December 31, 2020

Hedge fund Alden Global Capital has submitted a bid to acquire Tribune Publishing according to a filing Thursday with the Securities and Exchange Commission. The deal is valued at $520 million.

If successful, Alden would gain control of the Chicago Tribune, the New York Daily News, the Orlando Sentinel and the Sun-Sentinel of Fort Lauderdale among several large metros.

The nonbinding offer, first reported by The Wall Street Journal, is for $14.25 a share, a modest 11% premium over Tribune’s closing stock price Wednesday. The stock shot up to $14 a share soon after the market opened Thursday, suggesting Wall Street expects the deal to go through.

Alden already owns 32% of Tribune Publishing, and Alden’s founder, Randall Smith, has a seat on the board. The offer was submitted to Tribune Publishing’s board Dec. 14, and Alden said that given its familiarity with the company, it hoped to move to a final agreement within two to three weeks.

The sale would require the approval of two-thirds of Tribune’s other shareholders and a special committee of independent directors. Dr. Patrick Soon-Shiong owns a little less than 25% of the company, as part of his acquisition of the Los Angeles Times for $500 million in June 2018. His willingness to sell now would be key to completing the deal.

Since the bid is nonbinding, Alden could withdraw or modify it at any time.

The hedge fund, notorious for draconian job cuts and other expense cuts, already owns dozens of newspapers through its MediaNews Group, including The Denver Post, The Orange County Register and clusters of dailies in the San Francisco and Los Angeles metro areas.

In its offer letter, Alden says that another investor, Maryland businessman Stewart Bainum Jr., has expressed an interest in buying “certain assets” of Tribune as part of a deal. That possibility is worth exploring, Alden says. Bainum is chairman of Choice Hotels International, based in Rockville, Maryland.

I have been unable to reach Bainum for comment, but a reasonable guess is that his target is The Baltimore Sun Media Group, which includes several suburban papers and the Capital Gazette in Annapolis. Various individuals and foundations have been seeking to bring the Sun back to local ownership for more than a decade. Up until now, the company has rebuffed those efforts.

Bainum, a Democrat, served eight years in Maryland’s legislature. He and his wife agreed in 2018 to The Giving Pledge, in which wealthy families agree to give away a majority of their assets.

Alden’s pursuit of Tribune has come in gradual steps. It gained most of its stake by buying former chairman Michael Ferro’s shares in November 2019.

It appears that Alden, though a minority shareholder, has been exerting steady pressure on the company since to pare expenses while selling off real estate and other assets. Earlier this month the company sold its profitable BestReviews subsidiary to Nexstar for $160 million.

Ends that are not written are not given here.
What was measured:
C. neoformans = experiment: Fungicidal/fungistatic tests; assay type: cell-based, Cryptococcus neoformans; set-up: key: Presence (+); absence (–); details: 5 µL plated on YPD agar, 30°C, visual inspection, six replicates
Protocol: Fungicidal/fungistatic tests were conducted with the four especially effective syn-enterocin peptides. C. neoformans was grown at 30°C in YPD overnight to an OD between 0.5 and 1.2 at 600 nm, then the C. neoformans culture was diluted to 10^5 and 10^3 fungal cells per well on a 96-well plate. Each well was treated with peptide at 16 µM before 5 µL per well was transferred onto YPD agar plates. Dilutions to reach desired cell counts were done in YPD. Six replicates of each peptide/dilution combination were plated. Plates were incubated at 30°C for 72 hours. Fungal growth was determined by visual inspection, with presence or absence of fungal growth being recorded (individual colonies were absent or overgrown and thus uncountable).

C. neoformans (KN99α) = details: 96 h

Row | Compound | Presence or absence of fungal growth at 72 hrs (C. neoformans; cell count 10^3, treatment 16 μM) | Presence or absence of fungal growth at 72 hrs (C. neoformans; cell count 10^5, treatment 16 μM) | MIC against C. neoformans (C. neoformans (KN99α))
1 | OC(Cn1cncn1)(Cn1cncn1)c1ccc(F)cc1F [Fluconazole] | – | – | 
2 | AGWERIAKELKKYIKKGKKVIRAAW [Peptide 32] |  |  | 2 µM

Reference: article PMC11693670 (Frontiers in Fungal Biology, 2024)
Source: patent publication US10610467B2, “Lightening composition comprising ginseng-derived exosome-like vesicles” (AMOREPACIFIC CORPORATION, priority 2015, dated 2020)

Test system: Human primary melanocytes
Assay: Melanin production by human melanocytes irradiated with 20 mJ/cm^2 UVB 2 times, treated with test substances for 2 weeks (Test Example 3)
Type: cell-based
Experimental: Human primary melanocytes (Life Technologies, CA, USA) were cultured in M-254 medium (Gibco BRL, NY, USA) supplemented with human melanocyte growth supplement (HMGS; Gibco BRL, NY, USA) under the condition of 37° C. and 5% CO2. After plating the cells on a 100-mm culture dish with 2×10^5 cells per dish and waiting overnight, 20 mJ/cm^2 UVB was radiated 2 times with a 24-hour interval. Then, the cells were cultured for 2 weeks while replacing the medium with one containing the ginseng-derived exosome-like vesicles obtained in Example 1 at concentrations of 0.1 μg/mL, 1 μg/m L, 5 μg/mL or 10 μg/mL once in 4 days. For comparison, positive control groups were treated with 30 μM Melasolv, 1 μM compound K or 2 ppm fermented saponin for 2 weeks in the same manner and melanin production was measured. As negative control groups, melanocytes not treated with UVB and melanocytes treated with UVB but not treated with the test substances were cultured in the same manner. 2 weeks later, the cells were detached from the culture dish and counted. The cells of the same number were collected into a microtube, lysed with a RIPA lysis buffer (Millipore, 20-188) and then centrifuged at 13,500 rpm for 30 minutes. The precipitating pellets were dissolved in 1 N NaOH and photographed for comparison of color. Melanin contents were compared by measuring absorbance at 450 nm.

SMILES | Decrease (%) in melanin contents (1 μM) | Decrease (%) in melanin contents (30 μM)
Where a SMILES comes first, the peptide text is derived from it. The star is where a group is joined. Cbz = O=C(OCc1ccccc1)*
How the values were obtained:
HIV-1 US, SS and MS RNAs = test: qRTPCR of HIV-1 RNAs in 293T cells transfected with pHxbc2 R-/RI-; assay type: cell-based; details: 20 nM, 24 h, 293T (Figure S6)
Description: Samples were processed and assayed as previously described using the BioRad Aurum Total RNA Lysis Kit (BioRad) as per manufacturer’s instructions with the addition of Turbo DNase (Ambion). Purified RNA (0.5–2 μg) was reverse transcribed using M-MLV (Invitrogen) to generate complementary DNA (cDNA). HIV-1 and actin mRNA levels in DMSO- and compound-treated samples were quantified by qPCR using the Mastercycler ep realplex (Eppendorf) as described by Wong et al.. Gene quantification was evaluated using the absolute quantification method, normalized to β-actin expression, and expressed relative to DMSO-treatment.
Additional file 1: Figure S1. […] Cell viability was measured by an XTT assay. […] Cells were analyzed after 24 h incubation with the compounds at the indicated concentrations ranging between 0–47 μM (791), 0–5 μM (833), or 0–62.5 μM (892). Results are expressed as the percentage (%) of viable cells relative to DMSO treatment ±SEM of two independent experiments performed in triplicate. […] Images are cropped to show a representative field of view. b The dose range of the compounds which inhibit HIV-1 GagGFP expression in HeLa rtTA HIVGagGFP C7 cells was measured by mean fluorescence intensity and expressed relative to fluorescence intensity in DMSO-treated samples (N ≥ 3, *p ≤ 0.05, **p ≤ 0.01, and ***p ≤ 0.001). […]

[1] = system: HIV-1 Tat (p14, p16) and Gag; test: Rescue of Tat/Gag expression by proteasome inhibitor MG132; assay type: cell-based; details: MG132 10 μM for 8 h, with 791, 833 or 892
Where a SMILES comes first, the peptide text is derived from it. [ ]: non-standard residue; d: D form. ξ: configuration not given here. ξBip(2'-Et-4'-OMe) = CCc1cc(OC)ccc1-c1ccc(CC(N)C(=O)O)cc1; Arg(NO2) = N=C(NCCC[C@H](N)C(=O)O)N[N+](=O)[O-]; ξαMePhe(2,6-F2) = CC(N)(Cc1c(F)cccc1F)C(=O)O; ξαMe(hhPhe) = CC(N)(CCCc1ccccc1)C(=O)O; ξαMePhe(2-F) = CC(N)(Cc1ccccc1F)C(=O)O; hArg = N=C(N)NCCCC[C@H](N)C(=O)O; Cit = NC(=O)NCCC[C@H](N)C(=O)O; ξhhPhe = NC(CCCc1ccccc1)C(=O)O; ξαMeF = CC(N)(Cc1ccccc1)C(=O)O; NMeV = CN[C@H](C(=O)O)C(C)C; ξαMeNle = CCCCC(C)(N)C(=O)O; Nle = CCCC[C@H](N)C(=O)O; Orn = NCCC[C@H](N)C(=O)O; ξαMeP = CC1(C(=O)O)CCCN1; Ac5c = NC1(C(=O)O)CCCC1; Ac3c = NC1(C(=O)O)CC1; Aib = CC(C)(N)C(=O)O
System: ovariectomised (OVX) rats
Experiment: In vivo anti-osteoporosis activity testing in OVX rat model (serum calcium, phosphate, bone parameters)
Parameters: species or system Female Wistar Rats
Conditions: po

In February, Tribune replaced CEO Timothy Knight with chief financial officer Terry Jimenez and made other high-level executive changes in the management of the flagship Chicago Tribune.

Alden agreed to a “standstill” agreement, most recently extended through June 2021. That precludes increasing its stake by buying blocks of shares on the open market — but apparently not a bid for the whole company if the board approves a takeover.

In its offer letter, Alden says a combination with Tribune, and taking the company private, “would be able to unlock significant strategic and financial value,” likely by combining corporate functions and squeezing out other costs.

The MediaNews Group’s deep cuts to the newsroom of The Denver Post prompted protests and resignations in spring 2018, along with a special opinion section deploring journalism declines and absentee ownership.

The NewsGuild has been a fierce critic of Alden. The union’s president, Jon Schleuss, commented Thursday, “Alden has made a fortune by destroying local news. They fashion short-term business plans that cut newsrooms to the bone — destroying the watchdogs of our democracy. Our thousands of members will continue to fight hedge fund ownership of local news.”

Chairman Smith and Alden have a longstanding interest in acquiring as much of the local newspaper industry as they can. (I first profiled Smith in July 2011). The company had previously made unsuccessful takeover offers for the Gannett and McClatchy chains.

Tribune differs from those companies, both of which have changed hands in the last two years — it is nearly debt-free thanks to the proceeds of the $500 million sale of the Los Angeles Times to Soon-Shiong.

Alden said that it has cash available for the full purchase price, so the offer is not contingent on a lender’s approval.

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Rick Edmonds is media business analyst for the Poynter Institute where he has done research and writing for the last fifteen years. His commentary on…
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